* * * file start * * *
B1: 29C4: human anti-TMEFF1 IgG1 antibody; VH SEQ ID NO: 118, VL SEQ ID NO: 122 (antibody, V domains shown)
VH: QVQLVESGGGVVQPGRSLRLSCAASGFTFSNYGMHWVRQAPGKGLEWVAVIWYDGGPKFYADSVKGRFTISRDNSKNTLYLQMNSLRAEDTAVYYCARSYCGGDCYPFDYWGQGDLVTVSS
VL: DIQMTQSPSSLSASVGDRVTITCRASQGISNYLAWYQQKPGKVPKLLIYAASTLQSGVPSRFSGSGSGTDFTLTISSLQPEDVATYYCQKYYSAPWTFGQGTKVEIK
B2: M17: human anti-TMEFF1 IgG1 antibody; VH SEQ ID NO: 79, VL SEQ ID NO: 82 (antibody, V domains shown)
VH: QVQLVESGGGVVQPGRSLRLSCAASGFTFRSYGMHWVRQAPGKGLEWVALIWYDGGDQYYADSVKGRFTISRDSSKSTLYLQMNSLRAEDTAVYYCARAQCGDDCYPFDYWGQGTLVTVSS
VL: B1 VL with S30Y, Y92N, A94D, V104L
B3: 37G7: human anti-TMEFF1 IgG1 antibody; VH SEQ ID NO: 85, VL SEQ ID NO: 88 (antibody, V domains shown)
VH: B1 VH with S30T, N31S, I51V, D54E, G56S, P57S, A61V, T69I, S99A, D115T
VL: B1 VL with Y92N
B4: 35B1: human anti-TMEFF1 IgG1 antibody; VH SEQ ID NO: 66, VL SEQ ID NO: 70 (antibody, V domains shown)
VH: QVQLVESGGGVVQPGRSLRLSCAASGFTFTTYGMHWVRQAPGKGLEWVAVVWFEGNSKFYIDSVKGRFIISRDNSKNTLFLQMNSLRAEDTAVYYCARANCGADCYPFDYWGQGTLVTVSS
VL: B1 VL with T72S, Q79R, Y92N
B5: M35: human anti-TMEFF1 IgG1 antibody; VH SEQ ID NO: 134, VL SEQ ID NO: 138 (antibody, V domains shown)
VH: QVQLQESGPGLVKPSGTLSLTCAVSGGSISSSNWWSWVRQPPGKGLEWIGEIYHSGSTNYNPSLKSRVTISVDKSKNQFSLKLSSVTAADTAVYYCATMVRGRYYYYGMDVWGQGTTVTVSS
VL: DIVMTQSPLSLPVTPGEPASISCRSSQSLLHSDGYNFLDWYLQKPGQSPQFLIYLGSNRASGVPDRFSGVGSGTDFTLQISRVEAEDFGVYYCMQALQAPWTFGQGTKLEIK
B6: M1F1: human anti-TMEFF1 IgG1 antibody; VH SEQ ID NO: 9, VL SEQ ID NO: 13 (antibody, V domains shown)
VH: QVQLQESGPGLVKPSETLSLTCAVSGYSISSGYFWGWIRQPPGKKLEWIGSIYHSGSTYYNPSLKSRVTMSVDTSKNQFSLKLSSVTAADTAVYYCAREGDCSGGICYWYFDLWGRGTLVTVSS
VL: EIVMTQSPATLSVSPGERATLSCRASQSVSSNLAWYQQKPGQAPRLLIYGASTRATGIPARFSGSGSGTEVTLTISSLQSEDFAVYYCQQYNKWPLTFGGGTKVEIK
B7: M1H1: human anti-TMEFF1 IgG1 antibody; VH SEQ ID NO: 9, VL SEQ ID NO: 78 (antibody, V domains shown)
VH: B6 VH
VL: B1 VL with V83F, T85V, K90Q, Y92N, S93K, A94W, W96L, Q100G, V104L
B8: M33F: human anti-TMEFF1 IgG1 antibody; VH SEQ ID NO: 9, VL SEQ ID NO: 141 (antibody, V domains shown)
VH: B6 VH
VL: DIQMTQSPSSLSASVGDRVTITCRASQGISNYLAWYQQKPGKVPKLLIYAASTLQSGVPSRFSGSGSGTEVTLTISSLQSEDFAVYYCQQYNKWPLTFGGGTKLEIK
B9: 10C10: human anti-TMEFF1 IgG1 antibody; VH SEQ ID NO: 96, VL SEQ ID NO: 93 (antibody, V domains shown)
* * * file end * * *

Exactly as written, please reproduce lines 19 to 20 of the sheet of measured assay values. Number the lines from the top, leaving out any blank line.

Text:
B7: M1H1: human anti-TMEFF1 IgG1 antibody; VH SEQ ID NO: 9, VL SEQ ID NO: 78 (antibody, V domains shown)
VH: B6 VH